Essential Oils and Pets

This post was provided to Pet Guardian Angels of America by Noah Rue


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Are Essential Oils Safe for Pets?

There are many benefits to essential oils and other natural remedies, however, you want to be careful when using them on or around your pets. Pets have a much stronger sense of smell than humans, and some oils can be severely irritating to them and even poisonous. Our animals can also have unknown allergies or sensitivities that we are unaware of until our pets exhibit a reaction.

Essential oils can be beneficial to our pets if you can eliminate those that may be irritating to your animal and by avoiding those suggested by your vet. As always, consult your vet before making any major changes to your pet’s lifestyle.

Why Essential Oils?

Essential oils are recorded to have been used in alternative medicine for a number of different ailments as far back as ancient Egypt. Essential oils are the combination of flower essence (extraction from plants) and a carrier oil. The essence of a plant is extracted through a steaming or cold-pressing process to obtain a very concentrated, small amount of liquid. If this process is conducted using chemicals, the essential oils will not yield the same result and may cause an unwanted reaction.

Essential oils are used externally as aromatherapy by applying them to your skin, as a deodorizer blended with baking soda, or using them in a diffuser. They are commonly not recommended for ingestion – when they are, seek out edible-grade oils.

When your pet inhales the aroma of the oils, it stimulates the limbic system of the brain. The limbic system is the conscious part of the brain associated with emotions, behavior, and memories. This region also affects the unconscious part of the brain that controls breathing, heart rate, and blood pressure.

How Should I Use Them and Which Ones?

If you have ever used essential oils on yourself, you know that a small amount goes a long way. When first introducing essential oils to your pet, start with just a drop or two and mix it with a carrier oil, such as almond oil or jojoba oil. You can also use it as a pet friendly air freshener by mixing it with baking soda and sprinkling it on dog beds, carpets and wherever else might need some freshening up. Dilute it even if you are just applying a small amount to their collar. If you are using it as a topical, do not apply to open wounds or irritated skin as it may worsen the issue.

When purchasing essential oils, look for reputable brands that other people can attest to the the purity and quality of the products. Some companies attempt to take shortcuts, using harsh and inexpensive chemicals that can be harmful to your pet. If purchasing online, be sure to read the reviews of the product.

Many humans use aromatherapy as a stress and anxiety reducer. For dogs, try using essential oils as an antimicrobial, or flea and tick repellent. There are a number of different blends of essential oils that have been effective and safe to use on pets, however, remember that all animals are different and may experience an adverse reaction.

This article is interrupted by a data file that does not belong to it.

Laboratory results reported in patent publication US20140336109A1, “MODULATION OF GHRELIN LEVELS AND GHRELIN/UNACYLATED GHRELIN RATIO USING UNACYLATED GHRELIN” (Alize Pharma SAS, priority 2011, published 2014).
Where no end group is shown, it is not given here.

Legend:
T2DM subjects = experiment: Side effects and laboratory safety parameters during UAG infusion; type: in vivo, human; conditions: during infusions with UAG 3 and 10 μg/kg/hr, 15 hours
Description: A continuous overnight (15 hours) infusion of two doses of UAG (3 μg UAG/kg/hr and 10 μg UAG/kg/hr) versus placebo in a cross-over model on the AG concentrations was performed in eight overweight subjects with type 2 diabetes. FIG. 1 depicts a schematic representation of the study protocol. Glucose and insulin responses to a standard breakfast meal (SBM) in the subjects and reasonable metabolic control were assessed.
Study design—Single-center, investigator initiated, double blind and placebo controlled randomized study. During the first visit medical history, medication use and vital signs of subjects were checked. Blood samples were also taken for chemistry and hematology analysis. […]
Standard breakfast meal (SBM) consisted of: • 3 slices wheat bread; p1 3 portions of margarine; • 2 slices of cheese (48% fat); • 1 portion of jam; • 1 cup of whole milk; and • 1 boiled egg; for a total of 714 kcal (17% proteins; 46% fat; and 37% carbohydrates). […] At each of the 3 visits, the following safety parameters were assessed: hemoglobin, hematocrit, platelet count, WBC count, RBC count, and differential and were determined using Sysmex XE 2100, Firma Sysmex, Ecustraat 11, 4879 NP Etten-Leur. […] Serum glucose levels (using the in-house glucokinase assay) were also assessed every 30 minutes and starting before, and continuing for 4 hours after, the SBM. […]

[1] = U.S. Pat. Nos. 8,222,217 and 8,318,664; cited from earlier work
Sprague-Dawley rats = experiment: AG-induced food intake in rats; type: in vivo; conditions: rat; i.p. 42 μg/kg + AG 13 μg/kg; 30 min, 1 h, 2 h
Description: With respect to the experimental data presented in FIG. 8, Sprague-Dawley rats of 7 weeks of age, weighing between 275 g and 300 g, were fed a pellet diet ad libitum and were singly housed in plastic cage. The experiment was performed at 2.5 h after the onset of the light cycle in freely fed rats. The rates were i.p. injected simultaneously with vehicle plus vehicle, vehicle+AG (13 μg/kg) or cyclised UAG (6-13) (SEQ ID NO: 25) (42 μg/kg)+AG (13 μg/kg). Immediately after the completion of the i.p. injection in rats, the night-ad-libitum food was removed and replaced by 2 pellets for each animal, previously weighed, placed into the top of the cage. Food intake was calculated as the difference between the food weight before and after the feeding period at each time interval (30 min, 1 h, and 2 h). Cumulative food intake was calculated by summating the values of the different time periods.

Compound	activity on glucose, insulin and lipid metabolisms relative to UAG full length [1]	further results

Some of the following are a launching off point for common ailments that your pet may experience that essential oils may help to alleviate:

  • Lavender and Chamomile are commonly used for anxiety issues.
  • A blend of clove, cinnamon, eucalyptus, lemon, and rosemary is typically referred to as thieves oil, and is used for its antimicrobial and insecticidal properties.

What Should I Avoid?

Avoid jumping in with a heavy application of essential oils on your pets. Start with small doses by applying a diluted blend on their collar or conduct a patch test. This can be done by applying a couple drops of essential oil blended with a carrier oil directly on your pet’s skin, and wait about 10 minutes to see if they exhibit any sort of reaction.

An important factor to keep in mind when administering essential oils either orally or topically is the chemicals will be processed by the liver and kidneys and may not be suitable for puppies and kittens, geriatric or pregnant animals, or those with liver or kidney disease. Additionally, when applied topically in areas where your pet has the potential to lick it and ingest it, apply lightly to avoid gastrointestinal issues.

Cats lack an enzyme in their liver that allows them to process oils. Overall, cats have a higher sensitivity to essential oils than dogs and some can be considered toxic, or even lethal. To protect you cat, avoid using the following in your home:

  • Peppermint
  • Lemon oil
  • Lavender oil
  • Cinnamon bark oil
  • Thyme oil
  • Birch oil
  • Other oils containing phenol

Oils that should be avoided by both dogs and cats include:

  • Melaleuca oil
  • Tea Tree oil
  • Wintergreen oil
  • Pennyroyal

If you are looking for natural ways to treat your pet and are interested in utilizing essential oils, start with a visit to your vet to discuss the issue. You may find that some oils are more effective than others, but do your research to ensure you do not cause your pet any potential harm.

Noah Yarnol Rue is always looking where his next trip will take him . When he’s not traveling the world, he’s writing articles on the new things he learns. Noah also enjoys a good meme from time to time. You can find Noah on LinkedIn.